Saturday 11 December 2010

Like snow off a dyke

The Transport Minister's disappeared.

This is a bit of a poser. During the chaotic period from Monday morning to Thursday lunchtime last week, when the roads in Lanarkshire eventually got back to something like normality, everybody was looking for someone to blame. I know I was. Equally, I also know that there wasn't anything anyone could have done to prevent the snow falling in the amounts that it did, so the spat between the Met Office and the Government about whether the forecasts were plain enough is only relevant to one issue - what advice should folk have been given about travelling on Monday, and how should that advice have been transmitted.

The other issue, as far as I see it is what people should have been advised to do once they were actually caught up in the situation. Again though - how do you get advice to folk stuck in miles of gridlock? It's not as if people carry portable telephones around with them everywhere they go, and unless and until every motor vehicle is equipped with some kind of radio receiver, then there really will be no means of establishing communications in circumstances like this.

What we needed, I reckon, is for someone to have Taken A Decision. All this "police advise motorists against travelling unless their journey is strictly necessary" is worse than useless. Firstly, nobody knows whether it applies to them, and secondly loads of folk, for selfish reasons, regard their journeys as essential because it's a journey they want to make. (They're the same folk that think the reason that closed lanes on motorways are flagged up in advance is so that everyone else on the road can change lanes in plenty of time, thus enabling the tossers to swerve across just as they reach the cones.)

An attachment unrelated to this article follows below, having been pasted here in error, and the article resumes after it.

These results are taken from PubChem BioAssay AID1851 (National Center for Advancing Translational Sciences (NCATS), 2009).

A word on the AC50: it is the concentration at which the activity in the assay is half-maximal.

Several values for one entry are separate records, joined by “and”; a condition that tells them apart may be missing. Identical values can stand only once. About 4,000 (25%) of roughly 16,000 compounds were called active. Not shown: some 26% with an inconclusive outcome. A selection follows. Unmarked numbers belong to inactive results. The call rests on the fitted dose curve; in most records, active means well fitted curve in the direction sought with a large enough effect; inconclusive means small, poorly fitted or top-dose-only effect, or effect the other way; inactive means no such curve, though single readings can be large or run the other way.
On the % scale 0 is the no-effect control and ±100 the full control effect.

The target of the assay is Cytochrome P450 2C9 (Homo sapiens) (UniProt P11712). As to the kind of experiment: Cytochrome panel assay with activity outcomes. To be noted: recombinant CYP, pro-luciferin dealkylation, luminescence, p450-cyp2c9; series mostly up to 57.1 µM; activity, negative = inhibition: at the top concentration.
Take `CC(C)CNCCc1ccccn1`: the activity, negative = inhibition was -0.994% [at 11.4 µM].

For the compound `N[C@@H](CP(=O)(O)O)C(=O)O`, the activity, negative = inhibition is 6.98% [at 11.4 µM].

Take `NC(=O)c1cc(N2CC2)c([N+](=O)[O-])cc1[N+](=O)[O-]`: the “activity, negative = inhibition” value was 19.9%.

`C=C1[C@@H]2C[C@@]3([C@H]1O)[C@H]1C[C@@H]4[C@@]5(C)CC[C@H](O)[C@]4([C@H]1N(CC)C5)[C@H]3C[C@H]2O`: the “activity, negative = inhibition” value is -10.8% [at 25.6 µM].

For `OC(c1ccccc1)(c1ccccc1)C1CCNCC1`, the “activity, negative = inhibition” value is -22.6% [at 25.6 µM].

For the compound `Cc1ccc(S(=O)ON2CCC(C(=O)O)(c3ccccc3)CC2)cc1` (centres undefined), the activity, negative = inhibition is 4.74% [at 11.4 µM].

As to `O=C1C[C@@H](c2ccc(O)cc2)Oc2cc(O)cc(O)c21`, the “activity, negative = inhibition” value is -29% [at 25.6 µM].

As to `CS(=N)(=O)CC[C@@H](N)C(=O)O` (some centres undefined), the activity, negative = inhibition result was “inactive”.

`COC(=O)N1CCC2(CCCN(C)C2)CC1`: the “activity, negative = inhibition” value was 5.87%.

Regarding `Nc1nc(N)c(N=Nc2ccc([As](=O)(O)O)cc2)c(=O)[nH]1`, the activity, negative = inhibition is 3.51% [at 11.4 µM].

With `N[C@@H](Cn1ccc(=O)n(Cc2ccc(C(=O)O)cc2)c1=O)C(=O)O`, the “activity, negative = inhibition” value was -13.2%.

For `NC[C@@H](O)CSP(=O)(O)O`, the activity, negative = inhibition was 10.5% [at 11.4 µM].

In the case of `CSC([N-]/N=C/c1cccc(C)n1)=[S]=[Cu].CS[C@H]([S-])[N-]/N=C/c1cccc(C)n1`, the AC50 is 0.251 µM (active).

The solution? Police announcement via radio, television and emergency mass text message facility (it's bound to exist in times when the country's at war, surely!):

"The weather from 8am tomorrow will be atrocious and travel will be impossible. Do not leave your home between 7am and 10am unless you are involved in a life threatening incident.
Nobody will get the sack for being late.
It's the law.
This will keep the roads free of traffic, the snowploughs can get round and everything will be back to normal by mid-morning. BBC Radio Scotland is solely broadcasting updates on the conditions from around the country. No recipes, songs, banter or any other shite like that. Is this message tolerably clear? Good.
Now sit down and be quiet until we tell you different."

I tell you, things'll change when I'm elected Scotland's First Grand Panjandrum And Supreme Dictator for Life. And now that Stewart "Scapegoat" Stevenson's away, that's just come a step closer.


1 comment:

  1. Totally agree - don't see why "Father Jack" had to fall on his sword.